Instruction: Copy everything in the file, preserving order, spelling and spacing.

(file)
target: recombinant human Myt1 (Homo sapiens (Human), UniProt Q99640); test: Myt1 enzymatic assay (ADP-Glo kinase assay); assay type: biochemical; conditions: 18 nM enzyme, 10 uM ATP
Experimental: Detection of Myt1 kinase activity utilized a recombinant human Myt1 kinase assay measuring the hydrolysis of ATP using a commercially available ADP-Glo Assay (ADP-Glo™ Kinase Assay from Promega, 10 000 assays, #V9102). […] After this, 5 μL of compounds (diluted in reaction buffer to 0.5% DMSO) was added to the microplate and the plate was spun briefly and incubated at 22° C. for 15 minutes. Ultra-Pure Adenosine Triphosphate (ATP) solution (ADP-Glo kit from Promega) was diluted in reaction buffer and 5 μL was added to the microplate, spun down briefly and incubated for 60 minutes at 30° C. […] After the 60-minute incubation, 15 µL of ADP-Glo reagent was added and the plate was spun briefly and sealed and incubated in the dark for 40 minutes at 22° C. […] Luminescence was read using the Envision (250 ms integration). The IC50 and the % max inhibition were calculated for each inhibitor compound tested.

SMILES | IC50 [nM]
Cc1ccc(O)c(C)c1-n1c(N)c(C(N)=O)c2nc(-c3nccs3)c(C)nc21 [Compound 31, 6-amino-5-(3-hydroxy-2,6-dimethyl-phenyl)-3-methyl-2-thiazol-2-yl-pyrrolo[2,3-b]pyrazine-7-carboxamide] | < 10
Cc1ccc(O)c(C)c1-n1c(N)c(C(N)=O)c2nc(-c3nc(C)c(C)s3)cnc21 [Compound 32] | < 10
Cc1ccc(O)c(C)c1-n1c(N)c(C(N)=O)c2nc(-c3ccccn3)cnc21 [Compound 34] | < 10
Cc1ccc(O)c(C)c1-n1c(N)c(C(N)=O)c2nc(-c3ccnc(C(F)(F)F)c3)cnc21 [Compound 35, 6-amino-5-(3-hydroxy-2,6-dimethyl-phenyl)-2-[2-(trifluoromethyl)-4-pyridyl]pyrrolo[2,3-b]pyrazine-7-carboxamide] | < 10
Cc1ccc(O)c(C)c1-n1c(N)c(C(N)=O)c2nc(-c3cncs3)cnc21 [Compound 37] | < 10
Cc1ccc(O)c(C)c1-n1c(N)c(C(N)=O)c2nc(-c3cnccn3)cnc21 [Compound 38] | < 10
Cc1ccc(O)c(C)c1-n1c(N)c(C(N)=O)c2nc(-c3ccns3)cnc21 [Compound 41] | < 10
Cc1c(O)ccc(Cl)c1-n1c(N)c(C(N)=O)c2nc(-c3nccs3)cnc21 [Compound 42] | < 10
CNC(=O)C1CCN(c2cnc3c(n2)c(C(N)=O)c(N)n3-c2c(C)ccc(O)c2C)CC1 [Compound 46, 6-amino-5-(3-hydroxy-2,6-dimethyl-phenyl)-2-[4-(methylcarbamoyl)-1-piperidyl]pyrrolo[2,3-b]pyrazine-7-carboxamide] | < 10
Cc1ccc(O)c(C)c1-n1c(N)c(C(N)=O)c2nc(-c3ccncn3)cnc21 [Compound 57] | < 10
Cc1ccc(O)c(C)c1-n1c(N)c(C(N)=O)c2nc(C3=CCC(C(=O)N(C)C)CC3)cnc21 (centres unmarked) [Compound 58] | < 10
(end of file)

target: recombinant human Myt1 (Homo sapiens (Human), UniProt Q99640); test: Myt1 enzymatic assay (ADP-Glo kinase assay); assay type: biochemical; conditions: 18 nM enzyme, 10 uM ATP
Experimental: Detection of Myt1 kinase activity utilized a recombinant human Myt1 kinase assay measuring the hydrolysis of ATP using a commercially available ADP-Glo Assay (ADP-Glo™ Kinase Assay from Promega, 10 000 assays, #V9102). […] After this, 5 μL of compounds (diluted in reaction buffer to 0.5% DMSO) was added to the microplate and the plate was spun briefly and incubated at 22° C. for 15 minutes. Ultra-Pure Adenosine Triphosphate (ATP) solution (ADP-Glo kit from Promega) was diluted in reaction buffer and 5 μL was added to the microplate, spun down briefly and incubated for 60 minutes at 30° C. […] After the 60-minute incubation, 15 µL of ADP-Glo reagent was added and the plate was spun briefly and sealed and incubated in the dark for 40 minutes at 22° C. […] Luminescence was read using the Envision (250 ms integration). The IC50 and the % max inhibition were calculated for each inhibitor compound tested.

SMILES | IC50 [nM]
Cc1ccc(O)c(C)c1-n1c(N)c(C(N)=O)c2nc(-c3nccs3)c(C)nc21 [Compound 31, 6-amino-5-(3-hydroxy-2,6-dimethyl-phenyl)-3-methyl-2-thiazol-2-yl-pyrrolo[2,3-b]pyrazine-7-carboxamide] | < 10
Cc1ccc(O)c(C)c1-n1c(N)c(C(N)=O)c2nc(-c3nc(C)c(C)s3)cnc21 [Compound 32] | < 10
Cc1ccc(O)c(C)c1-n1c(N)c(C(N)=O)c2nc(-c3ccccn3)cnc21 [Compound 34] | < 10
Cc1ccc(O)c(C)c1-n1c(N)c(C(N)=O)c2nc(-c3ccnc(C(F)(F)F)c3)cnc21 [Compound 35, 6-amino-5-(3-hydroxy-2,6-dimethyl-phenyl)-2-[2-(trifluoromethyl)-4-pyridyl]pyrrolo[2,3-b]pyrazine-7-carboxamide] | < 10
Cc1ccc(O)c(C)c1-n1c(N)c(C(N)=O)c2nc(-c3cncs3)cnc21 [Compound 37] | < 10
Cc1ccc(O)c(C)c1-n1c(N)c(C(N)=O)c2nc(-c3cnccn3)cnc21 [Compound 38] | < 10
Cc1ccc(O)c(C)c1-n1c(N)c(C(N)=O)c2nc(-c3ccns3)cnc21 [Compound 41] | < 10
Cc1c(O)ccc(Cl)c1-n1c(N)c(C(N)=O)c2nc(-c3nccs3)cnc21 [Compound 42] | < 10
CNC(=O)C1CCN(c2cnc3c(n2)c(C(N)=O)c(N)n3-c2c(C)ccc(O)c2C)CC1 [Compound 46, 6-amino-5-(3-hydroxy-2,6-dimethyl-phenyl)-2-[4-(methylcarbamoyl)-1-piperidyl]pyrrolo[2,3-b]pyrazine-7-carboxamide] | < 10
Cc1ccc(O)c(C)c1-n1c(N)c(C(N)=O)c2nc(-c3ccncn3)cnc21 [Compound 57] | < 10
Cc1ccc(O)c(C)c1-n1c(N)c(C(N)=O)c2nc(C3=CCC(C(=O)N(C)C)CC3)cnc21 (centres unmarked) [Compound 58] | < 10